The 5 September issue of the New Yorker has an informative piece by James Surowiecki on tipping. Apparently it didn’t become widespread in the US of A until after the Civil War and some states were so appalled by it they even banned the practice. Who knew?
There’s just one problem with the piece, he claims that Australia and Japan are countries where they don’t have tipping. Now, I don’t know about Japan, but it ain’t true about Australia. Tipping isn’t as widespread back home as it is here (thank God!), but tipping wait staff in restaurants is standard. Though unlike the USA, you don’t have to tip if the service sucks; and unlike New York City, 20 per cent is an epic tip, not de rigeur.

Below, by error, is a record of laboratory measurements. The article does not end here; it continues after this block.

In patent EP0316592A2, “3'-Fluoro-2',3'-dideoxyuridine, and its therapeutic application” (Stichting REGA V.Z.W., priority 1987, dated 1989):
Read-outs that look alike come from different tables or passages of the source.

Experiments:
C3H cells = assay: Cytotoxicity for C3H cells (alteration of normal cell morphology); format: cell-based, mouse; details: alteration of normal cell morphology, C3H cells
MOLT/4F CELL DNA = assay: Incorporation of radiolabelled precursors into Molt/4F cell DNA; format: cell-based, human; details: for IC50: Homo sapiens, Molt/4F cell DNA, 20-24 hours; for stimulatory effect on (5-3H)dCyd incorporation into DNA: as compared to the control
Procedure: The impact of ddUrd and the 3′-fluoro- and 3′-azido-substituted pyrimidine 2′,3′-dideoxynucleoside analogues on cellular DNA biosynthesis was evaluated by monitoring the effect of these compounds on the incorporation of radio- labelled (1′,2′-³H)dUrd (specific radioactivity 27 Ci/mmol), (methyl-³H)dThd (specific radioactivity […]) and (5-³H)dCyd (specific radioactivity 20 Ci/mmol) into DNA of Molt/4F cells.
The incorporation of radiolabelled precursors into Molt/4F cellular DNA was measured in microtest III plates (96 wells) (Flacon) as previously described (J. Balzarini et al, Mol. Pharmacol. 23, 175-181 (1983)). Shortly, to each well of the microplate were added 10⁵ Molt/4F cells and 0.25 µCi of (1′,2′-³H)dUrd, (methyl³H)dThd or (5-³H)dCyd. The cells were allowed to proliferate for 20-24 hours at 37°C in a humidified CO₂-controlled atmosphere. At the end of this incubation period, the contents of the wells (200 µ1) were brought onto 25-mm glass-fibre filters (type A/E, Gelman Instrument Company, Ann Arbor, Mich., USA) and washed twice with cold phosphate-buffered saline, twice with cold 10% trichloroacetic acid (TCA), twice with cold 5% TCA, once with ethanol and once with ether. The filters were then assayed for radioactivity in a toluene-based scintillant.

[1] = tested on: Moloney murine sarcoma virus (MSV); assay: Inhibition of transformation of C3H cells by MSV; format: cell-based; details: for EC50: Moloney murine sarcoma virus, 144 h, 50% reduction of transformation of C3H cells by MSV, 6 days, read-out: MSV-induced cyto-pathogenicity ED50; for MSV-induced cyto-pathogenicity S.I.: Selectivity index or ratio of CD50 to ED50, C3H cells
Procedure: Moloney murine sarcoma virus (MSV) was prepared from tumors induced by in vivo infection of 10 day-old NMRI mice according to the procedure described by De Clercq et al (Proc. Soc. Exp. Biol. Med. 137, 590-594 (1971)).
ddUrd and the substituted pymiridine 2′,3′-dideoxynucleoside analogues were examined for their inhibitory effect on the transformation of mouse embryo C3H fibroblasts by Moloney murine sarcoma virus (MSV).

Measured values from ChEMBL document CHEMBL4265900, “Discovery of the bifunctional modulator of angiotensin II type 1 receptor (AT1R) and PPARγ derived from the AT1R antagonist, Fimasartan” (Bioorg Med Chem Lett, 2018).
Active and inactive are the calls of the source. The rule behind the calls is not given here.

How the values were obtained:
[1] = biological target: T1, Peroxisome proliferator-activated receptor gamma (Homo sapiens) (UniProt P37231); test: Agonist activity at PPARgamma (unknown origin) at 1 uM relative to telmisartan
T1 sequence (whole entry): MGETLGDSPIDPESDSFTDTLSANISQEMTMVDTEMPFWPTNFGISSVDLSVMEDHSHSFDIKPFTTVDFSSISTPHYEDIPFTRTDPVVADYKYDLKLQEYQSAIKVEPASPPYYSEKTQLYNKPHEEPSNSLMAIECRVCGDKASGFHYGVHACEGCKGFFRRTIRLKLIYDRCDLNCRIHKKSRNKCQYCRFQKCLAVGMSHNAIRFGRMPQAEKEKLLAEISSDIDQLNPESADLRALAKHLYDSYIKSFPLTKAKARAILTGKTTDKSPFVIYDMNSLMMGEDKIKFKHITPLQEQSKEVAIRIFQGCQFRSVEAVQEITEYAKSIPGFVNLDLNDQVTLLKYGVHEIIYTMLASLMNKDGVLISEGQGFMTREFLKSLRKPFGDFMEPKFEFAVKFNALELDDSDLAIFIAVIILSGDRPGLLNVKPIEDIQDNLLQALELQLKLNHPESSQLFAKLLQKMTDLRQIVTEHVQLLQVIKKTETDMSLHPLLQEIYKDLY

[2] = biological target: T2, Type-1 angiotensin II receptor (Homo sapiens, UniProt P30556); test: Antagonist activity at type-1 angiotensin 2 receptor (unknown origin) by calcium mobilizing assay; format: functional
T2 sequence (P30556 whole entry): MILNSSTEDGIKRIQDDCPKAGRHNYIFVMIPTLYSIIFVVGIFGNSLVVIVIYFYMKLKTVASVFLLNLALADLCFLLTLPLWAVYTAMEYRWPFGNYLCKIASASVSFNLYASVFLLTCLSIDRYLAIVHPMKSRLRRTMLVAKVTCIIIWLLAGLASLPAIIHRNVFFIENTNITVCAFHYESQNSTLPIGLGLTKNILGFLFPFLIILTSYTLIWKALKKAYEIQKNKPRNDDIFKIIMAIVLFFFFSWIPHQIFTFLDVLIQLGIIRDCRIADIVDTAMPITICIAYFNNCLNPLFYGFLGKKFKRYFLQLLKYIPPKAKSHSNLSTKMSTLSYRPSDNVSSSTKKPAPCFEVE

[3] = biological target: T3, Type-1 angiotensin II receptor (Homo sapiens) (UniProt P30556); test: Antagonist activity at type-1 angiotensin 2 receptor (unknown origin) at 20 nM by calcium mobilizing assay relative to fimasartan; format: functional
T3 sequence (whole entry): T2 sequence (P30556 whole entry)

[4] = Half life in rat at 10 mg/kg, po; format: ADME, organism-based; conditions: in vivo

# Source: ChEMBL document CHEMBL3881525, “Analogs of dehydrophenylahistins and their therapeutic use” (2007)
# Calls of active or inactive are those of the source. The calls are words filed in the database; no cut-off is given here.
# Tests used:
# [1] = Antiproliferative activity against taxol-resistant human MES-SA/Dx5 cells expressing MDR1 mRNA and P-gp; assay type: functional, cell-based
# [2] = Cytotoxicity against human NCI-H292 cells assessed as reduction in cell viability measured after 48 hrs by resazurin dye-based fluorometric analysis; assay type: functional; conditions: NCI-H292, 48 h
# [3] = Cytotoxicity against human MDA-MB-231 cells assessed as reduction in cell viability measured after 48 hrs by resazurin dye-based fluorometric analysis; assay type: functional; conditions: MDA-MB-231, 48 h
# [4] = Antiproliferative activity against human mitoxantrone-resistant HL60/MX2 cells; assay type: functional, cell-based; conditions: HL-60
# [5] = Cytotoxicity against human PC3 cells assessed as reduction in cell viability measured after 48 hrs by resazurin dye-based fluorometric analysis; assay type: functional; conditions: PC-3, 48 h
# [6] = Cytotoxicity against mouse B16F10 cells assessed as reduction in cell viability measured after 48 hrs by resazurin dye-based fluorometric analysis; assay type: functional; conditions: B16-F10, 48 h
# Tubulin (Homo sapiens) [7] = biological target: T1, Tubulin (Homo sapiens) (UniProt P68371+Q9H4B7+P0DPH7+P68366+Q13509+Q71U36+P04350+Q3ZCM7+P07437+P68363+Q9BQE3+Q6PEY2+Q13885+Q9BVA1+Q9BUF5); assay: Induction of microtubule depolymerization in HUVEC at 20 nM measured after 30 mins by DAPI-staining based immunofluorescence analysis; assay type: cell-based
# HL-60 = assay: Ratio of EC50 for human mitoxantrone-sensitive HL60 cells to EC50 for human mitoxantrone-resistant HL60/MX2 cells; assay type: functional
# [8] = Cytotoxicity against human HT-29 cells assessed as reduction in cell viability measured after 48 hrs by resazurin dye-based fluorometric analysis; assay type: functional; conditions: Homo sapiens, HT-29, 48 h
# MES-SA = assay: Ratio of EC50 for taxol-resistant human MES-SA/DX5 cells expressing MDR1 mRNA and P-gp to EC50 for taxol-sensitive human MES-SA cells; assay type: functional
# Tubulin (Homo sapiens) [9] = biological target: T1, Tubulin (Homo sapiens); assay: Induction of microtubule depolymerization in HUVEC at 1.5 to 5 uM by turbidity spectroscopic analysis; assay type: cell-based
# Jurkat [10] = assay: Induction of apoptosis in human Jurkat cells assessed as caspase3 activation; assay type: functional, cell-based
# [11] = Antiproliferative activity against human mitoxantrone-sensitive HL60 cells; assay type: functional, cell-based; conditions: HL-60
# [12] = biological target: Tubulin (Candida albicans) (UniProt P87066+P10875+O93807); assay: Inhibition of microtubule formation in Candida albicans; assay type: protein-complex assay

I hate tipping. I never know how much I’m supposed to give or to who. Taxidrivers? Yes. The lovely woman who delivers the mail? No. Huh? It’s so random! I hate the stress of going to the hairdresser and not knowing how much it’s really supposed to cost. I just wish people would charge me up front and leave out the guessing game. I hate the moment of handing over the tip. I feel like I’m trying to bribe someone. The whole thing is too bloody stressful. I wish people were simply paid decently and weren’t dependent on customers to make a living.
Thus endeth the rant.